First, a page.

I hate those "feel good" posts that go around Facebook about Down syndrome. You know the type: "Opposite team lets boy with Down syndrome shoot basket." Just Google "Boy with Down syndrome basketball" and your screen will flood with such posts. Did you hear about the girl with Down syndrome who made it on the cheerleading squad? What about the boy who was elected home coming king? Local news stations blast these stories with pity-covered enthusiasm. Hey look, boy with Down syndrome graduates high school! Local art studio recognizes painting/poem/award by girl with Down syndrome!
These stories do not warm my heart. They don't fill my soul with hope for Abigail's future. They make me angry. I block them when they pop up on my Facebook wall. I scroll past the links on news websites. To me, the headlines might as well read: "Society does favor for poor retard child." "Handicapped kid does something normal!" "Let's patronizingly applaud and pat ourselves on the back now."
I want people to stop having abortions when they receive a prenatal Ds diagnosis. I think these stories harm that goal. When we are excited about mundane things, it begs the question: Was there a chance that the mundane wouldn't happen?
When Abigail was a few weeks old, we ran into someone who'd recently heard about her dianosis. "It's okay," she said. "I know someone with Down syndrome and she says 'please,' and 'thank you,' and ties her own shoes!" My heart dropped - I didn't know I was supposed to worry about that! Abigail might not have basic manners?!
I don't want pregnant moms feeling that way! As the mom of an almost five-year-old with Down syndrome, I can assure you that she says "please," "thank you," "excuse me," and "I'm sorry." She helps set the table, she takes her plate to the sink, and we're working on asking to be excused from dinner. Basic manners are not an achievement for her and they were never a concern.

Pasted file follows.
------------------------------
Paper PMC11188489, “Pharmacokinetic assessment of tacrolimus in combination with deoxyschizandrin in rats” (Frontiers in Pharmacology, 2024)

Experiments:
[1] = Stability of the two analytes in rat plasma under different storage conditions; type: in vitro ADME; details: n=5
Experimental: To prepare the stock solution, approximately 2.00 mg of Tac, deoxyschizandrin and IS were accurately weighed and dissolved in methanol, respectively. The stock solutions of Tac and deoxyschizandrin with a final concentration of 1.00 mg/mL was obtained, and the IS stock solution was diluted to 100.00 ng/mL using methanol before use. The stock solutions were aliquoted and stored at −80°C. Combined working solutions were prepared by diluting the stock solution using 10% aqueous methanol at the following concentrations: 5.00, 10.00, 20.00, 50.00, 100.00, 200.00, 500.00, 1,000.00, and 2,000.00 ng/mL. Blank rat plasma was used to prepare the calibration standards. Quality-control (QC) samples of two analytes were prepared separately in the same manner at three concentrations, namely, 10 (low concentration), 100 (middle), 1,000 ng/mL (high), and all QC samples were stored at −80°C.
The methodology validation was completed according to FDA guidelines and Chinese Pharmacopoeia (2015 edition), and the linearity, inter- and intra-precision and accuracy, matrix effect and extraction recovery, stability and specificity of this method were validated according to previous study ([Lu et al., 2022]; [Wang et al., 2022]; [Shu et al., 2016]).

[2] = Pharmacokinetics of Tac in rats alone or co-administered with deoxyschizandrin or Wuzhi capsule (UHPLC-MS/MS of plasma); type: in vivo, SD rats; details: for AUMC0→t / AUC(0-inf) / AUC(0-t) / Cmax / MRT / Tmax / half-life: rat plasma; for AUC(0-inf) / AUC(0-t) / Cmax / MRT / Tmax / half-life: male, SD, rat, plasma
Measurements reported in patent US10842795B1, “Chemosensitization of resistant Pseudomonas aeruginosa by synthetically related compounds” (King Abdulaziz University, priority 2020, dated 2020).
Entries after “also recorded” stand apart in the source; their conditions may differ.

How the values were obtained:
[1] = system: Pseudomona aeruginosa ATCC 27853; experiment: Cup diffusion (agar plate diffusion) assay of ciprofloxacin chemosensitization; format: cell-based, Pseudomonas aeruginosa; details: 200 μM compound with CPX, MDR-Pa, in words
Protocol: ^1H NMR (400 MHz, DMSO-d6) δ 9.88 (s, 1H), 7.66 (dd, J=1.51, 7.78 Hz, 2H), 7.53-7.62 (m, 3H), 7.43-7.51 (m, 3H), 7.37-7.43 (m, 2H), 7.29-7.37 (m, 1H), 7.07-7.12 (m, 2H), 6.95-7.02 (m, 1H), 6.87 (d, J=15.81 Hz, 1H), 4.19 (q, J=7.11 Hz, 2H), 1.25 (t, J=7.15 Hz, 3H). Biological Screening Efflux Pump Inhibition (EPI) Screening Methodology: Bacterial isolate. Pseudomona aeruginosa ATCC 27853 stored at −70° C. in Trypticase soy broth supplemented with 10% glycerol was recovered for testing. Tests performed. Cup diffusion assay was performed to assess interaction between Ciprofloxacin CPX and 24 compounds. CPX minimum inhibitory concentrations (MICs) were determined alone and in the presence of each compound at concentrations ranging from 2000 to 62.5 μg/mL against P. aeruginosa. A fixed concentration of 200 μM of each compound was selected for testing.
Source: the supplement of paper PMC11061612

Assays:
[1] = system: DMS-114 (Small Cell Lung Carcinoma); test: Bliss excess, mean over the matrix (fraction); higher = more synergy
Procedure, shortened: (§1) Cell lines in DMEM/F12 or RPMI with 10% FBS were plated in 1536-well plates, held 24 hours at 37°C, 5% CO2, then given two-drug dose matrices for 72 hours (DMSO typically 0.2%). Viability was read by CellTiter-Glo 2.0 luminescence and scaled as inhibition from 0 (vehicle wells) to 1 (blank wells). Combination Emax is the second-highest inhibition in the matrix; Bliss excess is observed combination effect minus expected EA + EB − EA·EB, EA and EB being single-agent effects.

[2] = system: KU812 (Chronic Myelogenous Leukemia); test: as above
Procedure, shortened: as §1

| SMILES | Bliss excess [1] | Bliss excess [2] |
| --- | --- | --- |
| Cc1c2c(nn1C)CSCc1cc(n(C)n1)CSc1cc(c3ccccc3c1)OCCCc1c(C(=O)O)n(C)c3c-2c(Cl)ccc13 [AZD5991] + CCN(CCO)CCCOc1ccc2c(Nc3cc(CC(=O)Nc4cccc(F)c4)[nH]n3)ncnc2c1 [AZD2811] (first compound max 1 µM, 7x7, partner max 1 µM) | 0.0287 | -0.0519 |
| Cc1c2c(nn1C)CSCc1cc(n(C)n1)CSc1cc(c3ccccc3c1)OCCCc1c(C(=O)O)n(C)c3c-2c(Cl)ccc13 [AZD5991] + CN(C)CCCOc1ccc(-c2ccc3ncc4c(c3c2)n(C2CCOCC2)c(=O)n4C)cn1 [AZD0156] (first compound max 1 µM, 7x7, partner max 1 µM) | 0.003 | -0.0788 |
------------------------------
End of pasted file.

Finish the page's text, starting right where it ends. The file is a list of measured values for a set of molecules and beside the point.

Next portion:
It's blatantly obvious that "charity case stories" do not promote inclusion or recognize someone's achievement or promote awareness. I think they are shallow opportunities for society at large to feel better about itself without ever leaving the couch. "Look, we helped the less fortunate! What a great community we are!"
And I think the ego boost comes at the expense of progress for those fighting for recognition. Like finding out your dad let you win Monopoly. Or that the cool kid asked you to prom because he felt bad for you. It implies you couldn't win on your own or land a hot date or succeed by your merits. To those with any kind of special needs, these stories have a terrible underlying premise: people with Down syndrome or other special needs can't do normal things, so we, society, need to cheat now and again to help them out.
There are stories that contribute something positive. The ones that recognize hard work. Like Madeline Stuart, a main stream model with Down syndrome. Or Tim Harris, the only man with Down syndrome in the country who owns his own restaurant. I also like stories that promote inclusion. Like when Pampers and Target use models of all races and abilities in their marketing. And I love stories that raise awareness, like the recent Olivia Wilde ad that challenges the way people see people with Down syndrome.
But that doesn't mean I need them blasted in my face either. It's possible to sour a perfectly awesome story by overreacting. "Oh my gosh, Olivia Wilde is a role model!" It yanks the focus away from the message - people with Down syndrome are (gasp!) people - and slaps it back across society - "We are so smart and good for recognizing Wilde's recognition!"
I think the struggles my family and I are encountering when Abigail meets the world are branches on the same tree that women and blacks and religious people and Hispanics and the Irish in the 1920s and moms of large families at the grocery store, and heck, the kid with glasses on the play ground during recess all face: discrimination. Because the moment Adam's pearly whites sank into that piece of juicy fruit, humanity suddenly forgot that we possess a certain dignity. You get it for merely existing: a dignity that you don't have to earn and you can't lose. It's from God and whether or not the world recognizes it, you still have it.
I know that this world will never recognize Abigail or people with Down syndrome as equals, but that isn't going to stop me from trying to make it happen. And today that means tearing down fluffy articles that make society feel better at the expense of my daughter.